Life changing outcomes from Tamil Nadu project
Over the last three years our project partner in India, the Tamil Nadu Labour Union, has worked tirelessly to help lift hundreds of Dalit and Tribal working people out of poverty. Thanks to their hard work and the courage of the Dalit and Tribal men and women themselves, some life changing outcomes have been achieved.
Starting in 2014 the project planned to develop five new cooperatives for ragpickers, women home tailors, fish vendors, forest produce collectors and street vendors, as well as a union for domestic workers. Each of these groups of workers were supported by the TNLU to develop their own constitution, elected leaders, learnt about labour rights and, in the case of the cooperatives, developed and implemented a plan to grow their business collectively. They were also provided with skills training, established credit unions and assisted to lobby local government for formal recognition and access to social security schemes.
Before and after the three year project each member was surveyed about their personal income, household debt and savings. The survey results below show that almost every member has experiences a noticeable improvement in their livelihood.
However, these livelihood changes are not the only outcome. Equally important for many of the workers is the sense of pride and confidence that comes from being part of a collective group. Together they have the power to stand up to the business owners, middle men, money lenders and police who have exploited and harassed them in the past. As Guruvammal, a member of the Domestic Workers Union said:
“I have been doing this work for a long time. Before the union I would borrow money to survive. Now I am able to speak freely and get a wage to survive.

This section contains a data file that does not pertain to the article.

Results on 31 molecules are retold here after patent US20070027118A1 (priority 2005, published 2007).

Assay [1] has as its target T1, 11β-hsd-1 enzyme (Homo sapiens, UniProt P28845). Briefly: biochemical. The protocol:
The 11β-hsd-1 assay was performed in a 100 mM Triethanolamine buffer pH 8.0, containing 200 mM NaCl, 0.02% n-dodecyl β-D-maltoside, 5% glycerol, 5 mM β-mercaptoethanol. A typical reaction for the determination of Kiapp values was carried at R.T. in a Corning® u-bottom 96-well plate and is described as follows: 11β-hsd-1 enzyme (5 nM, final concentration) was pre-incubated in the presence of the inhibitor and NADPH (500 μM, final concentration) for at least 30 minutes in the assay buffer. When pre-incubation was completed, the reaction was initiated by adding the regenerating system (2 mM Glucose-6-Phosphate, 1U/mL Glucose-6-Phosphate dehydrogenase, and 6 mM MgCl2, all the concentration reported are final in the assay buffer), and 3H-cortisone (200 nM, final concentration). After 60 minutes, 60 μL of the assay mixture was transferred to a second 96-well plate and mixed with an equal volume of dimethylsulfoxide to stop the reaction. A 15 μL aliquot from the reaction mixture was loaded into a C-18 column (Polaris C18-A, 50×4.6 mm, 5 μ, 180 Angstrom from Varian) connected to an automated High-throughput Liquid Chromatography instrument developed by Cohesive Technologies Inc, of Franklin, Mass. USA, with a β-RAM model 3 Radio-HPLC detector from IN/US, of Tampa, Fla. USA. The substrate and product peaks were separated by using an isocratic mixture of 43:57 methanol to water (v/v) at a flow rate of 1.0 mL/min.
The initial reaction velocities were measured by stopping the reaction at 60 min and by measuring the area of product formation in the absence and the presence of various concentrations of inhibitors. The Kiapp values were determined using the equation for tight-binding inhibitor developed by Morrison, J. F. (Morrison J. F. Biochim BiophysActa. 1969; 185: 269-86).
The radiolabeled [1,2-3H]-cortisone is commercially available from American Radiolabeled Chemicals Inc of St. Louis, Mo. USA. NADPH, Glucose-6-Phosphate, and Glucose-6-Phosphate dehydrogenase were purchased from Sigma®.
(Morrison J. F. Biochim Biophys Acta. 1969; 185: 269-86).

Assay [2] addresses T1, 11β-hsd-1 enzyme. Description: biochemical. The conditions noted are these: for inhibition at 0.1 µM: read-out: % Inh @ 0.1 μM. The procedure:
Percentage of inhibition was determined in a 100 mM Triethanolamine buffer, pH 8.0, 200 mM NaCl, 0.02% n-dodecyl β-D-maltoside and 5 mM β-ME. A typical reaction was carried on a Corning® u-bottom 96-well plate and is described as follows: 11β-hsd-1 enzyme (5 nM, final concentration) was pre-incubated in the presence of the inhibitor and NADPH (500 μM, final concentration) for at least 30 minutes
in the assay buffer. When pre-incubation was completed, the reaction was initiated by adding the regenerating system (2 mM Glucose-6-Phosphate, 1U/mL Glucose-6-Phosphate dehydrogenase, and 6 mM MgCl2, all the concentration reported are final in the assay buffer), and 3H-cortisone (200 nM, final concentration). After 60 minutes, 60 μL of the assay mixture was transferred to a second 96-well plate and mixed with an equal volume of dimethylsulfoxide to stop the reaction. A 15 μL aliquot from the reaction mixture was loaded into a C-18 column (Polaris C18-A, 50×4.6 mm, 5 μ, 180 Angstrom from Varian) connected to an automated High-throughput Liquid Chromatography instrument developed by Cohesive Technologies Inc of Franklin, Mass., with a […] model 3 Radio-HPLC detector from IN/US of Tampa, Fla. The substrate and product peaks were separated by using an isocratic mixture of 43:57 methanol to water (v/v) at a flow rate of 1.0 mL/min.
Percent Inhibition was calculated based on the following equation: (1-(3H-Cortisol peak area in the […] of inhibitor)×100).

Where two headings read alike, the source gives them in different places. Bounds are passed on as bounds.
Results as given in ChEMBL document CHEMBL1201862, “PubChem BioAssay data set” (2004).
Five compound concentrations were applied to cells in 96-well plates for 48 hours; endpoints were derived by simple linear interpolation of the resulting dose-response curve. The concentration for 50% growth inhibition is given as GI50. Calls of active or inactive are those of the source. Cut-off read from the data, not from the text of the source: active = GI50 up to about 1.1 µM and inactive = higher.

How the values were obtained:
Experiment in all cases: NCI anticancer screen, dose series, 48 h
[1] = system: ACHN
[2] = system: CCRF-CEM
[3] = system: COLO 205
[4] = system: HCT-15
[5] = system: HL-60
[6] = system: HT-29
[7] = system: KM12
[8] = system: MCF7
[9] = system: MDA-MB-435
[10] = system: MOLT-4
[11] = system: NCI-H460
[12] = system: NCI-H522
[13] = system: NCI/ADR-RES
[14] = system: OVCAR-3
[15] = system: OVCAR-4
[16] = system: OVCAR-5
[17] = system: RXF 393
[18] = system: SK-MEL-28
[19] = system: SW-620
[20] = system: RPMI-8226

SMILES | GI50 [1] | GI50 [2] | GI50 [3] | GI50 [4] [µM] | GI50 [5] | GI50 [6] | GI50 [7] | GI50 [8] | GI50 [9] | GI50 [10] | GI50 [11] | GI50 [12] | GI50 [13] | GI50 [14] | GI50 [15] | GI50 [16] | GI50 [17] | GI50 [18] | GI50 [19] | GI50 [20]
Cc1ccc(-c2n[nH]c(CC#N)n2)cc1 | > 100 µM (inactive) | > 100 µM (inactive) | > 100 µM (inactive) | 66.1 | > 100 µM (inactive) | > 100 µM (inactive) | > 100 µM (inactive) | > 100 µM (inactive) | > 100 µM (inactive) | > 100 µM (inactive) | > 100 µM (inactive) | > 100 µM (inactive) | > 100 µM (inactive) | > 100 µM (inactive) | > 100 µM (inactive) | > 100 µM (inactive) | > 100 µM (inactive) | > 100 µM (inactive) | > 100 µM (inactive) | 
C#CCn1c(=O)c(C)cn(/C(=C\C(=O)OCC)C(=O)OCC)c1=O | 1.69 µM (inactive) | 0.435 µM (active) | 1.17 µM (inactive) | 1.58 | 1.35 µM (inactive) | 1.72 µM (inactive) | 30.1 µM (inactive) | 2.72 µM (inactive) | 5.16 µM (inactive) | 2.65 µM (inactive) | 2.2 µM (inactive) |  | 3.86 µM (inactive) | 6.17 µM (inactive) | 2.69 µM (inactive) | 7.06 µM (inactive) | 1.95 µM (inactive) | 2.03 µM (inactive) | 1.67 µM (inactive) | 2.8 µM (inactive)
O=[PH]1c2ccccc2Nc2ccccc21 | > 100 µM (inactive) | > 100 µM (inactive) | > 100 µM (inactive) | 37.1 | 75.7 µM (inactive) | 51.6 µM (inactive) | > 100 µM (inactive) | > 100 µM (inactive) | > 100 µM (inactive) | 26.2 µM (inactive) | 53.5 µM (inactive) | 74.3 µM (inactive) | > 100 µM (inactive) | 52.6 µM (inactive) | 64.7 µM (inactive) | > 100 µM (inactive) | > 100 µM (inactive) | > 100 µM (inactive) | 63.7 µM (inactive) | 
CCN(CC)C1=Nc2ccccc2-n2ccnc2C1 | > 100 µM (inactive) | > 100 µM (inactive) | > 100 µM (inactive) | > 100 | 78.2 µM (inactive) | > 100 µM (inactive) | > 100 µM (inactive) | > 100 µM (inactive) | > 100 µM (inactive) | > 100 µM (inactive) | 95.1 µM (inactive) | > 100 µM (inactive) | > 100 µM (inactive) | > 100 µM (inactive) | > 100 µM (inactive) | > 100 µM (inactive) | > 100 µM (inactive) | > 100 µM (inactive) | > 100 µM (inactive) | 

After joining the union I am proud to say I can protect my rights and get the rights I deserve. I feel protected in the hours I work and I’m not being exploited.”
Prior to the project most of the workers earned Rs. 50-100 per day (NZ$1-$2) with only one worker reporting s/he earned more. After 3 years all of the workers surveyed stated their income was more than Rs.100 per day, and nearly 300 workers were earning more than Rs.200 per day, a significant income improvement.
The increase in income was most pronounced for members of the Fish Vendors Cooperative and Women Tailors Cooperative. Over half of the fish vendors more than doubled their incomes over the course of the 3 years. All of the women tailors now earn more than Rs. 150 per day, whereas none did prior to the project.
Able to save for the first time
It appears that, after joining one of the cooperatives or the Domestic Workers Union all, or almost all, of the project participants increased their monthly rate of savings. This change is exemplified by the women in the Domestic Workers Union, three quarters of whom are now saving money for the first time in their lives.
This is a result of the workers increased incomes and advice about saving from the TNLU. In addition the workers established their own credit unions into which they put their savings for future use.
Free from debt
At the outset of the project many of the workers were in debt to money lenders. In some circumstances this left them in a weak bargaining position and many faced crippling interest repayments. Through the project the participants developed ideas to reduce costs, to increase incomes and thereby to pay down debt. Furthermore they formed their own credit unions so they are less reliant on money lenders.
The survey data shows a very significant decline in household debt amongst the project participants with the majority seeing their indebtedness more than halved over the project period. This change was particularly pronounced for the Tribal men and women who formed the Forest Produce Collectors Cooperative in the hills around Kodiakanal.